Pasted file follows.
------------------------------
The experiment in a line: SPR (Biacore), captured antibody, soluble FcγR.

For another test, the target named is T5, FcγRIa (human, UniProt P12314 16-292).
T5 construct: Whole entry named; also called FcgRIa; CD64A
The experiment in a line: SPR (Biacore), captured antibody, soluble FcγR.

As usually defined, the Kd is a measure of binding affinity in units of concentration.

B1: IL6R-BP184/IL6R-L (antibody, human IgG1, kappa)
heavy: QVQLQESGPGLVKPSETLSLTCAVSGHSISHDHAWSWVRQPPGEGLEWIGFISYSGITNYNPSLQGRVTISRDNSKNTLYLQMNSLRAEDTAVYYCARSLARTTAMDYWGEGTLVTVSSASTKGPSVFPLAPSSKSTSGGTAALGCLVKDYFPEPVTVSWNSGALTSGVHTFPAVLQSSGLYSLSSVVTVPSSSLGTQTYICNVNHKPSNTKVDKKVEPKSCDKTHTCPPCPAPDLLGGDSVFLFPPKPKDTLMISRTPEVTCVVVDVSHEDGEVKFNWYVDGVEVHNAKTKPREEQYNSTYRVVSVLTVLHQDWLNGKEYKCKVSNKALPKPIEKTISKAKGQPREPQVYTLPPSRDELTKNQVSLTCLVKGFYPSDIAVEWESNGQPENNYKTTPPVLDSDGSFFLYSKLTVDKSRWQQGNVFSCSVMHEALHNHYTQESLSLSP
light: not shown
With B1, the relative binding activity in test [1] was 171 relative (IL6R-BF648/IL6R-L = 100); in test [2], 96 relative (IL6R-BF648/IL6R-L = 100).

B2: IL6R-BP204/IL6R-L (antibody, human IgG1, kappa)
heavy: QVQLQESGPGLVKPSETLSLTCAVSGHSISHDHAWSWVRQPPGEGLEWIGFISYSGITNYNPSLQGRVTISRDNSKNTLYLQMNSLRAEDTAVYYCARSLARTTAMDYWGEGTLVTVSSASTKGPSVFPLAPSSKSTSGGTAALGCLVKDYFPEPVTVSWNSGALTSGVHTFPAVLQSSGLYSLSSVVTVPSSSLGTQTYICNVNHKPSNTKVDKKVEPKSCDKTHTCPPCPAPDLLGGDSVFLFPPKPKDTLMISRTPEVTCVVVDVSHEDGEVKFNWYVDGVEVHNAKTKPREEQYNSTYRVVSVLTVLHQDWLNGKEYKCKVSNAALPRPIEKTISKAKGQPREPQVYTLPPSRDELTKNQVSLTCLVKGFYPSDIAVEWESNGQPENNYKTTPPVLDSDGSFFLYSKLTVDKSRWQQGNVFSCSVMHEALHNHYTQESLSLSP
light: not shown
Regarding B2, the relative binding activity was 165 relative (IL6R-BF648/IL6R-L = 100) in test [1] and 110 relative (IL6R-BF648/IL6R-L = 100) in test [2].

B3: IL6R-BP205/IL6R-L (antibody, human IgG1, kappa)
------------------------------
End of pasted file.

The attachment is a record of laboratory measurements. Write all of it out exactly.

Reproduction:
The experiment in a line: SPR (Biacore), captured antibody, soluble FcγR.

For another test, the target named is T5, FcγRIa (human, UniProt P12314 16-292).
T5 construct: Whole entry named; also called FcgRIa; CD64A
The experiment in a line: SPR (Biacore), captured antibody, soluble FcγR.

As usually defined, the Kd is a measure of binding affinity in units of concentration.

B1: IL6R-BP184/IL6R-L (antibody, human IgG1, kappa)
heavy: QVQLQESGPGLVKPSETLSLTCAVSGHSISHDHAWSWVRQPPGEGLEWIGFISYSGITNYNPSLQGRVTISRDNSKNTLYLQMNSLRAEDTAVYYCARSLARTTAMDYWGEGTLVTVSSASTKGPSVFPLAPSSKSTSGGTAALGCLVKDYFPEPVTVSWNSGALTSGVHTFPAVLQSSGLYSLSSVVTVPSSSLGTQTYICNVNHKPSNTKVDKKVEPKSCDKTHTCPPCPAPDLLGGDSVFLFPPKPKDTLMISRTPEVTCVVVDVSHEDGEVKFNWYVDGVEVHNAKTKPREEQYNSTYRVVSVLTVLHQDWLNGKEYKCKVSNKALPKPIEKTISKAKGQPREPQVYTLPPSRDELTKNQVSLTCLVKGFYPSDIAVEWESNGQPENNYKTTPPVLDSDGSFFLYSKLTVDKSRWQQGNVFSCSVMHEALHNHYTQESLSLSP
light: not shown
With B1, the relative binding activity in test [1] was 171 relative (IL6R-BF648/IL6R-L = 100); in test [2], 96 relative (IL6R-BF648/IL6R-L = 100).

B2: IL6R-BP204/IL6R-L (antibody, human IgG1, kappa)
heavy: QVQLQESGPGLVKPSETLSLTCAVSGHSISHDHAWSWVRQPPGEGLEWIGFISYSGITNYNPSLQGRVTISRDNSKNTLYLQMNSLRAEDTAVYYCARSLARTTAMDYWGEGTLVTVSSASTKGPSVFPLAPSSKSTSGGTAALGCLVKDYFPEPVTVSWNSGALTSGVHTFPAVLQSSGLYSLSSVVTVPSSSLGTQTYICNVNHKPSNTKVDKKVEPKSCDKTHTCPPCPAPDLLGGDSVFLFPPKPKDTLMISRTPEVTCVVVDVSHEDGEVKFNWYVDGVEVHNAKTKPREEQYNSTYRVVSVLTVLHQDWLNGKEYKCKVSNAALPRPIEKTISKAKGQPREPQVYTLPPSRDELTKNQVSLTCLVKGFYPSDIAVEWESNGQPENNYKTTPPVLDSDGSFFLYSKLTVDKSRWQQGNVFSCSVMHEALHNHYTQESLSLSP
light: not shown
Regarding B2, the relative binding activity was 165 relative (IL6R-BF648/IL6R-L = 100) in test [1] and 110 relative (IL6R-BF648/IL6R-L = 100) in test [2].

B3: IL6R-BP205/IL6R-L (antibody, human IgG1, kappa)